Isaac Carroll did not relish living under the British monarchy.  He had all but made up his mind to move from Oxford, Canada, to Illinois when a neighbor, John Brooks, brought news that changed Carroll’s mind.  It was 1839.  Brooks had been “out West.”  He gave Carroll a glowing account of a place called Linn County in the territory of Iowa.  “It seemed to us all like a great undertaking,” Carroll’s son, George, wrote 56 years later.  The family of nine and Brooks set out in late May.  Their caravan consisted of two spans of horses, two covered wagons, six cows and the family dog, Watch.  They passed through Detroit, Michigan City and across the “boring prairies” of Illinois.  They crossed the Mississippi on a rickety scow at a point then known as Jugtown, just north of Muscatine.  One of the oarsmen was Dyer Usher, who later moved to Linn County.  Several weeks later the Carroll clan arrived at a cluster of cabins at Linn Grove.  “There is a heap of hard work and dreadful poor living here,” a woman told them.  Asking directions to Marion, she said: “Come right straight ahead and go right straight through.”  The next day, July 4, they arrived in Marion.  Eventually, the Carrolls claimed 320 acres east of what later became known as Mound Farm, site today of Mount Mercy College.  That pioneer story is typical.  The bulk of Iowa’s first citizens came from somewhere else in the United States or Canada.  In 1850, only 22,000 of Iowa’s 192,214 residents were foreign born.  In 1860 foreign-born accounted for 106,000 of the state’s 674,913 population.  All heeded Horace Greeley’s admonition to go west to the “land of the unhidden sky.”  Stories of Iowa’s prairie flourished.  There were tales of winds so strong that frequently one would have to lie flat and clutch the tall grass to keep from being blown away.  The number of snakes encountered were far fewer than indicated by tales that circulated back East.  Everyone was looking for cheap land.  There were other reasons too.  There was political turmoil in the scattered states that eventually became Germany.  There was famine in Ireland.  Germans and Irish were among the largest groups to first come to Iowa.  The Dutch arrived in Baltimore in 1847.  Some went to Michigan, another group left for central Iowa.  The first families from Norway settled in Lee County and several years later in northeast Iowa.  The first Danish settlement in Iowa was in Benton County in 1854.  Spurred by absolute rule under Austrians and a potato crop failure, Czechs from the Bohemia region began coming to Iowa in 1848.  The big influx came in the 1860’s.  Hungarian nobles, fleeing a revolution, settled in Iowa in the 1840’s.  They traveled to Decatur County and formed the settlement of New Buda.  But prairie life was too hard for these wealthy folks.  They left and their town disappeared.  The names of many Iowa towns reflect where pioneers came from: New Vienna, New Hampton, New Virginia, Pella (Dutch), Protovin (Czech), Emmetsburg (Ireland), Holstein and Hamburg (Germany) and Swedesburg.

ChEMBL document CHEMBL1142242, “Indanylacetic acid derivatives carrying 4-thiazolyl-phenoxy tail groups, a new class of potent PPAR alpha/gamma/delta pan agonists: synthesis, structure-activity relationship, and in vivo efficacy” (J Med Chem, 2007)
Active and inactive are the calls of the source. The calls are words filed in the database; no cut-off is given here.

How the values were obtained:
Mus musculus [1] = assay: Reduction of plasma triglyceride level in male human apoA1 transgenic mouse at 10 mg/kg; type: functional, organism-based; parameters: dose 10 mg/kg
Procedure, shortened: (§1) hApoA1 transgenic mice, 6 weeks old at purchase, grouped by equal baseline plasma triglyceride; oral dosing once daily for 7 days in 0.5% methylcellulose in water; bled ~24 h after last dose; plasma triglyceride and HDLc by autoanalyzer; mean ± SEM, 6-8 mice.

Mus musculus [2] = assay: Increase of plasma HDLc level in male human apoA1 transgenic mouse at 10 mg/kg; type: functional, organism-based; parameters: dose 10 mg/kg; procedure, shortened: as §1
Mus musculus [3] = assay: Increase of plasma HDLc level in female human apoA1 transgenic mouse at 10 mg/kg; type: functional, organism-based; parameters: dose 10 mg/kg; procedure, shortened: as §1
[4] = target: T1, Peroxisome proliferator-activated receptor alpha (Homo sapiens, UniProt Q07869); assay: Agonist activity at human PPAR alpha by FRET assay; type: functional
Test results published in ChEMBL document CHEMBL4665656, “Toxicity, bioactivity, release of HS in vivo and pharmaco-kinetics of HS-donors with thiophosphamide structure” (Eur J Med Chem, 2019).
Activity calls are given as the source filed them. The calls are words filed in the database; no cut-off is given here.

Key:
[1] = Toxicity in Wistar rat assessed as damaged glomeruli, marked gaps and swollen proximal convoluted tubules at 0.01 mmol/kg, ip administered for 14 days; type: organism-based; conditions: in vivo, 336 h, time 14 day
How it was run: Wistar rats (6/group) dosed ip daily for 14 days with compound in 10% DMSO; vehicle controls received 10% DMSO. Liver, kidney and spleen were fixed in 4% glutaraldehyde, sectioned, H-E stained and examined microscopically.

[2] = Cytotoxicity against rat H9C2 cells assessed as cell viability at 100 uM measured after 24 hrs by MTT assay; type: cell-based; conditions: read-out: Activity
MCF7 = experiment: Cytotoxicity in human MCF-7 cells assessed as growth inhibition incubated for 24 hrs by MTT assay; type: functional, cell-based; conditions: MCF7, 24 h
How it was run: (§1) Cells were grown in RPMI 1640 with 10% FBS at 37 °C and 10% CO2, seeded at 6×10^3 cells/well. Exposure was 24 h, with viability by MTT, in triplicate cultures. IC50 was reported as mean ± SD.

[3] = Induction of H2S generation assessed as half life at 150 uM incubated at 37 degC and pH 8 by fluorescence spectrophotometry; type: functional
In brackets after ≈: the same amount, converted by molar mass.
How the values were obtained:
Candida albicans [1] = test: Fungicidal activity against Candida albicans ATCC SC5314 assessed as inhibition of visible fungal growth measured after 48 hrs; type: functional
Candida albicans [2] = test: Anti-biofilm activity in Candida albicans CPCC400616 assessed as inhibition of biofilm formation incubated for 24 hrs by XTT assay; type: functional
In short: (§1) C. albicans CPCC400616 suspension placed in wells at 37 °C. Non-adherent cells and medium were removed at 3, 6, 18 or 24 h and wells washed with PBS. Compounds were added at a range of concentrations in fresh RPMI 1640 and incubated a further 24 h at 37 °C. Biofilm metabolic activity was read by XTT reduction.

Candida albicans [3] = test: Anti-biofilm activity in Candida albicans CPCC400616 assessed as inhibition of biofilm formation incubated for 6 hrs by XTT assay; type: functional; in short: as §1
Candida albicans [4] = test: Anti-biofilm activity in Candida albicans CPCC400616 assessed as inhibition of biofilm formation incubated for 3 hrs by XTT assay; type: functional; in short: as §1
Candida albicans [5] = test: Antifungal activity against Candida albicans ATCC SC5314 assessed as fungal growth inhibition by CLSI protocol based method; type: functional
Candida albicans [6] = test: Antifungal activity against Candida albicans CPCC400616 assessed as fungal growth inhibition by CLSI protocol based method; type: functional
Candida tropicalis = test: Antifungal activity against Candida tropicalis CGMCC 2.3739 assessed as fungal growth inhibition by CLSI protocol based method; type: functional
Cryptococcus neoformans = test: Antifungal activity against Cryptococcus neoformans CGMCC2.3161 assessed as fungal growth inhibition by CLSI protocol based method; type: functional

(By Dale Kueter, Gazette staff writer)